Ecomarine Gunter’s Dive Shop (in Sandy Bay, tel. 504/2425-3350) offers the beginner’s Open Water course for US$259 including two fun dives as well as accommodation (but not including the US$4 per day reef tax). Gunter’s is renowned for its great staff and small diving groups; just don’t expect much from the free accommodations. Students are put up in the Backpacker Lodge across the street, which is very basic (bare light bulbs, cold water only)—you may want to pay to stay elsewhere. Kayaks are available for rent (US$17–25), and non-divers can ride out on dive boats for a snorkel trip for US$15 (including equipment rental), or rent snorkel equipment from here to take to Blue Bayou (US$10 for half a day rental, US$15 for all day). Unique at Gunter’s is Apnea Total (tel. 504/2425-3350), a specialty shop within the shop, which teaches free diving: diving without a tank. It’s run by Mark “Tex” Rogers, the only free-diving instructor in the Bay Islands, and teaches those looking for a thrill how to hold their breath underwater for extended periods of time—five minutes or more for the record holders. Tex is a friendly, easygoing guy who instills confidence in his students while teaching them to push their limits.
Parrots Dive Centre (tel. 504/2425-3772) is a PADI five-star, locally owned dive shop, with a few of those rarest of breeds—native Utilian dive instructors. The Open Water certification here costs US$279 including five nights accommodation and a trip to Water Cay at the end of the course. There is now a second set of rooms at the Parrots Inn, to accommodate the shop’s growing clientele, which increased by a remarkable 412 percent between 2009 and 2010. All that growth can never be without its kinks— do check the equipment carefully before signing up for a course to make sure it’s in good condition. On the plus side, Parrots has new, nice, air-conditioned classrooms for the theory portion of the course. Some of the rooms have a private bath, others share, but all have two fans per room, wireless Internet, and access to the common kitchen. For non-divers, or those looking to stay beyond their course, rooms are just US$5 (a room doesn’t get any cheaper than this!). Those looking for slightly more upscale accommodations can stay at Margaritaville, a five-minute walk down the road (US$15), or at Rubi’s Inn (US$20) when diving with Parrots. They have opened their own restaurant, Friendly Girl’s Café, with “Utilian food at backpacker prices”—this is one place where you can try “bando soup” (Utilian fish stew). Kayaks and snorkeling are free for divers, and a snorkel tour for non-divers is just US$5 including equipment. For those who like to be in the thick of things, Parrots is also appealingly located on the same pier as Tranquila Bar and the Indian Wok. One of the things that we like best about Parrots is their commitment to the community—one of the ways they show it is by providing free dive training to local kids, so that those kids can grow up to be dive masters and instructors as well.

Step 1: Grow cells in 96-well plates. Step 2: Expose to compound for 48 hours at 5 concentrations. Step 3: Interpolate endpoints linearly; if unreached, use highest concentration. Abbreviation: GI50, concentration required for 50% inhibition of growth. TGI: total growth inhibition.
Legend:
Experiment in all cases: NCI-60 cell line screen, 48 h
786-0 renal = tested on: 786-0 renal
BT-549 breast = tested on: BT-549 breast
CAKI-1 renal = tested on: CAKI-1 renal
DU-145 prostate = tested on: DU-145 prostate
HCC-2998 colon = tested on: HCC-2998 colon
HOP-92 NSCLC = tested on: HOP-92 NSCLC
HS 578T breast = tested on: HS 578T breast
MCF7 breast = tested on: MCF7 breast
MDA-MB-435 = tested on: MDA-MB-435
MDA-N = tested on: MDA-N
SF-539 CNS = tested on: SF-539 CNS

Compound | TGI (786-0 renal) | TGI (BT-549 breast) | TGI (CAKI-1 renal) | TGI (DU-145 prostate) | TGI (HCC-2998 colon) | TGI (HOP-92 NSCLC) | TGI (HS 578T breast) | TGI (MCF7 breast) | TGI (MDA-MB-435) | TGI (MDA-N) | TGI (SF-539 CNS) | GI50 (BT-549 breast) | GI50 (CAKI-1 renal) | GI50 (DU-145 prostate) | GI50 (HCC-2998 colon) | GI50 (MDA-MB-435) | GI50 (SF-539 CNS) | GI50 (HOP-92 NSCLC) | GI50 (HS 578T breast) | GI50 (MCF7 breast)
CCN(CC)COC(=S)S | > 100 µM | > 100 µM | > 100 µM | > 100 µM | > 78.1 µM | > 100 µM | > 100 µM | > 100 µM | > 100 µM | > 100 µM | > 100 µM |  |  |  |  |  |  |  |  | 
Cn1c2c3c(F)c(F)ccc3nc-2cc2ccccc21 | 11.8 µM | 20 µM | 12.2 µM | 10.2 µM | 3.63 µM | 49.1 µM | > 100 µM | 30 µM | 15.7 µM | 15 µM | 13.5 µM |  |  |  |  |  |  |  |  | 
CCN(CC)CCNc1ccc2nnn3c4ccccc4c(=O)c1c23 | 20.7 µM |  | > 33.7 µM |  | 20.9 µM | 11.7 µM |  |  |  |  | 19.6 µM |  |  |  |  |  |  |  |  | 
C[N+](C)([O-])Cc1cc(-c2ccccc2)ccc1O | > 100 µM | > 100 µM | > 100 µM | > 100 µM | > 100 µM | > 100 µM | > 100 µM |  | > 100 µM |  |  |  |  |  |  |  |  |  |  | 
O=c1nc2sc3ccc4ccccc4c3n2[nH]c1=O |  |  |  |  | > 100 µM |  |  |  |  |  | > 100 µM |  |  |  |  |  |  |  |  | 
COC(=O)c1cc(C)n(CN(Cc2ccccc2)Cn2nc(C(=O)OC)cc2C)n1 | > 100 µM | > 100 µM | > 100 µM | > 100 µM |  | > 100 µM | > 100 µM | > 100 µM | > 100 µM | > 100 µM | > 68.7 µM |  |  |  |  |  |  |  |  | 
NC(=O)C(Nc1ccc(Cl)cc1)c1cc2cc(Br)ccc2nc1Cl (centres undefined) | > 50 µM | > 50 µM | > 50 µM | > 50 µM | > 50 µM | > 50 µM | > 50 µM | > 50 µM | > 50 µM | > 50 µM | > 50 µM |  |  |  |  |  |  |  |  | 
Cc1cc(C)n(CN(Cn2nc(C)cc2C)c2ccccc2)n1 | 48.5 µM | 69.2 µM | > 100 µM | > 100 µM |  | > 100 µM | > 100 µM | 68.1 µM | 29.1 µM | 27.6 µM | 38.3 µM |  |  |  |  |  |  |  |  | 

Underwater Vision (tel. 504/2425-3103) is also locally owned, set on the East Harbour beachfront, around a large patch of sand (volleyball net included). The one-day Discover Scuba Diving class is US$80, the beginner’s Open Water course is US$299, and two fun dives are US$63. At the time of our visit, the shop had recently bought new boats and equipment (pretty big boats in fact—expect to go diving with a number of others), and was extending their dock to build a new sundeck. Free accommodations are at the adjacent Trudy’s Hotel, which offers hot showers to guests in the dorms; priceless at the end of a diving day during the rainy season, and the hotel also has a beach volleyball court, night security, and a bar and restaurant. Private rooms are also available, US$30 for dive students, US$40 otherwise, with funky fish murals, ceiling fans, polished wood floors, and hot water (basic private rooms are also available in the dorm building). The breezeway shelters Adirondack chairs and hammocks, perfect for relaxing at the end of a challenging day. There are also private rooms with rather grimy, cold-water showers, which can be had as part of the free accommodations in lieu of the dorm. Tuesday is chicken wings night, and islanders flock here for the delicious wings (often heading afterwards to Tranquila Bar for Tequila Tuesdays).
Utila Dive Centre (UDC, on the Point, tel. 504/2425-3326), the first dive shop opened on the island, in 1991, is highly respected and, according to experienced divers, has the best boats on the island. It is also one of the four IDCs on the island—shops where divers come to be taught to be instructors— so you can be sure of getting experienced dive masters and instructors. Frequent northside trips on two 12-meter cabin cruisers are offered; dorm accommodations are at the Mango Inn, including a simple fruit and toast breakfast (those who wish can pay a charge to upgrade from the dorms to a better room). While the beginner’s Open Water certification (US$299) is a 3.5-day course at most shops, UDC likes to provide a more relaxed pace, taking 4.5 days, and four nights’ accommodations are included rather than three. Trimix is available for those interested in deeper diving. They have kayaks free for their divers to use, and there is good snorkeling right around their dock. The shop also rents out sea kayaks and offers dive trips to the Cayos Cochinos.
Shops selling dive gear include Cross Creek, Utila Dive Centre, and Bay Islands College of Diving, and there is a shop selling mares gear right on the main drag through town. For more information on dive shops and diving in Utila, check out the website.
Excerpted from the Sixth Edition of Moon Honduras.